It is a truth universally acknowledged, that a startup in possession of a good fortune, must be in want of expansion.
Jane Austen’s timeless words about a man with a fortune looking for a wife (from her novel Pride and Prejudice, published in 1813), when tweaked to fit today’s startup realities, sit well with hotel business OYO’s ambition and growth story. Except, OYO is no mere startup and its idea and method of expansion are unlike anything India has seen before.
This includes Indian e-commerce maverick Flipkart, which was eventually acquired by American retail giant Walmart, taking it out of the race. Once India’s biggest startup, Flipkart was valued at $15.5 billion in its heyday (circa 2015). But now it’s well out of the race.
OYO, which is arguably the biggest startup in India today—with a fresh round of funding in the offing—sits on the promise of a $12.5 billion valuation. To get this number in perspective: Payments company Paytm*, which was the leader of the Indian startup pack last year, is valued at $10 billion.
That’s a remarkable difference. OYO, which claims to operate “23,000+ hotels in 800+ cities in 18 countries” as per its website, is growing at an unprecedented rate. And it’s apparently doing so in three distinct ways: 1) In terms of valuation, 2) In geography, and 3) The sheer spectrum of businesses it is involved in.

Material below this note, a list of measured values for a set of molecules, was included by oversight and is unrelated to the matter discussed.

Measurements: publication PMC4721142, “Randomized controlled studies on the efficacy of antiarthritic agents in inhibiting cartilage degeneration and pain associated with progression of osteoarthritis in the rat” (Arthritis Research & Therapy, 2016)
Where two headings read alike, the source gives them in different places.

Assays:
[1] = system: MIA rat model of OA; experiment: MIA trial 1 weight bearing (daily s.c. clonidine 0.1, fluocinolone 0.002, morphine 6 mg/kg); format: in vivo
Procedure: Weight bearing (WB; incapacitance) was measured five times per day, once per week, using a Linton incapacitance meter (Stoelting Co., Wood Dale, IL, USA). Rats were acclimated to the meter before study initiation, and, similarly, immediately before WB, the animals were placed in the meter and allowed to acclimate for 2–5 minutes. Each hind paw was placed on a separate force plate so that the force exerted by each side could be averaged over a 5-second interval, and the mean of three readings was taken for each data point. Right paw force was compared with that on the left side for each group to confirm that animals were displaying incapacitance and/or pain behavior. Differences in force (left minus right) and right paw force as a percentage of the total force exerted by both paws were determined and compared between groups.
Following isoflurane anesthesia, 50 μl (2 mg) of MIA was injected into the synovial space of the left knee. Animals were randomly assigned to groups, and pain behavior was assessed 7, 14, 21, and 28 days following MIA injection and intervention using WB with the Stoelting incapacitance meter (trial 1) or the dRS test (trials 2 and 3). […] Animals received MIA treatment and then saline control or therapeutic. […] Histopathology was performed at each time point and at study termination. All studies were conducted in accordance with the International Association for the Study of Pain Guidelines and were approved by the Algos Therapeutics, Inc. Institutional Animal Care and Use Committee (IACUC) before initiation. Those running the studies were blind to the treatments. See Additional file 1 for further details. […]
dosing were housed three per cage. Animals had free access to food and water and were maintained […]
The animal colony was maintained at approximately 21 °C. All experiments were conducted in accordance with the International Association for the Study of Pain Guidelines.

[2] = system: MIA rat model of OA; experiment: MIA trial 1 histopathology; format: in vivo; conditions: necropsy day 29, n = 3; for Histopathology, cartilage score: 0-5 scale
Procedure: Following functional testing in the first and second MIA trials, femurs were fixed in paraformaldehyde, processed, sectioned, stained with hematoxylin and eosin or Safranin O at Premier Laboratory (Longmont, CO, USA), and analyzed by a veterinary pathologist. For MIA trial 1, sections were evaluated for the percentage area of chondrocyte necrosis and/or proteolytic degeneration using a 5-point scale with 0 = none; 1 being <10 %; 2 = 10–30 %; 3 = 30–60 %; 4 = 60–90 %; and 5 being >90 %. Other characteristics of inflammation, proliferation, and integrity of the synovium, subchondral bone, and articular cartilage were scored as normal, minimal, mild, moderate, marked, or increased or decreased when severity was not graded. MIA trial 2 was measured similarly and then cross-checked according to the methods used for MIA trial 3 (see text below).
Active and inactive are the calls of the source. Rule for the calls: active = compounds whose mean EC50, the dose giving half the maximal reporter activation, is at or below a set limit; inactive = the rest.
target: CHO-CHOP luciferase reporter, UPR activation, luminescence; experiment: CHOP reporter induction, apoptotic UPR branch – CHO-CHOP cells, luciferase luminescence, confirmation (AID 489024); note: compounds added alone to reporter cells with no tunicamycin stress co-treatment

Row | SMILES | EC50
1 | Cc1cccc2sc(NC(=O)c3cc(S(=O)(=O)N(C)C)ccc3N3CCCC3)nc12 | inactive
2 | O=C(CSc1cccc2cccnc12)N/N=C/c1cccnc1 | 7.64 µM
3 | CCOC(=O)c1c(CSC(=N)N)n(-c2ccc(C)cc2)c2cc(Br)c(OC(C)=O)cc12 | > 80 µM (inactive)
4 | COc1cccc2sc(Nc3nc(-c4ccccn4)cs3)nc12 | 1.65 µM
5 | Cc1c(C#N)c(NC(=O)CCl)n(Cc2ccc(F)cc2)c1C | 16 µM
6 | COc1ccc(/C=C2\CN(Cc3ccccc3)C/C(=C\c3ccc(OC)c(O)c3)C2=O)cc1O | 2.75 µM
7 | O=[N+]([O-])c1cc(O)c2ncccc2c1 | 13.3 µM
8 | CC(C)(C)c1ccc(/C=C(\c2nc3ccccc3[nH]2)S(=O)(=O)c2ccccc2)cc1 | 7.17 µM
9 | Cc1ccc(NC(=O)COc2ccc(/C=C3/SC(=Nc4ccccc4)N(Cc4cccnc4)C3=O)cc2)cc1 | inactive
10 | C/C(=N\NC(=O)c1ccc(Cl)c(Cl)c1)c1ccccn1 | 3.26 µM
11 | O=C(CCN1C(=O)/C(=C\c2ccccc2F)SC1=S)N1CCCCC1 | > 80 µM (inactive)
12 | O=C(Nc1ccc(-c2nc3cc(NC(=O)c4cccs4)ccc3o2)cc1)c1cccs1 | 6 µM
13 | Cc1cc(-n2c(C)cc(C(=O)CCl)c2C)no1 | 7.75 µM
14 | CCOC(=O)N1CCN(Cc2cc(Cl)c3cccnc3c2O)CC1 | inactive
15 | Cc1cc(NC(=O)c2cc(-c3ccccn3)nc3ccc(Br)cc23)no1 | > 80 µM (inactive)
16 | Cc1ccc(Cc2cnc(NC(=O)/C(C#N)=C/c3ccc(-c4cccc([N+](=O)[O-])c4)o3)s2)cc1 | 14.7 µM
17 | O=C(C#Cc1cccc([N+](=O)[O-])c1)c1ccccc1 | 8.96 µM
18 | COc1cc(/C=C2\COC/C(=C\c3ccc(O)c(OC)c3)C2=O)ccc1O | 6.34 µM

But while everyone can hear the SoftBank-funded startup making all the right noises—such as its claims of American hospitality company Airbnb investing over $100 million—nobody really knows what exactly is going on with OYO.
Look at its China expansion, for instance. According to Chinese media outlets, OYO laid off over 1,000 employees from its Chinese subsidiary OYO Jiudian last month. The company, however, rubbished this, further stating that it had hired 1,500 employees.
Two completely opposed narratives. And the incongruence doesn’t end here.
Alexander would be proud
OYO claims to be in 18 countries, of which The Ken has been able to locate 14—via OYO’s blogs and media reports—including India. The company doesn’t feature the names of these 18 countries on its website and didn’t share a list of countries with The Ken, despite requests.
OYO’s empire, as evidenced by the maps above, lacks a clear pattern. The company has grown to “developed” nations such as the UK and the US as well as smaller, developing countries such as Nepal, Vietnam or the Philippines.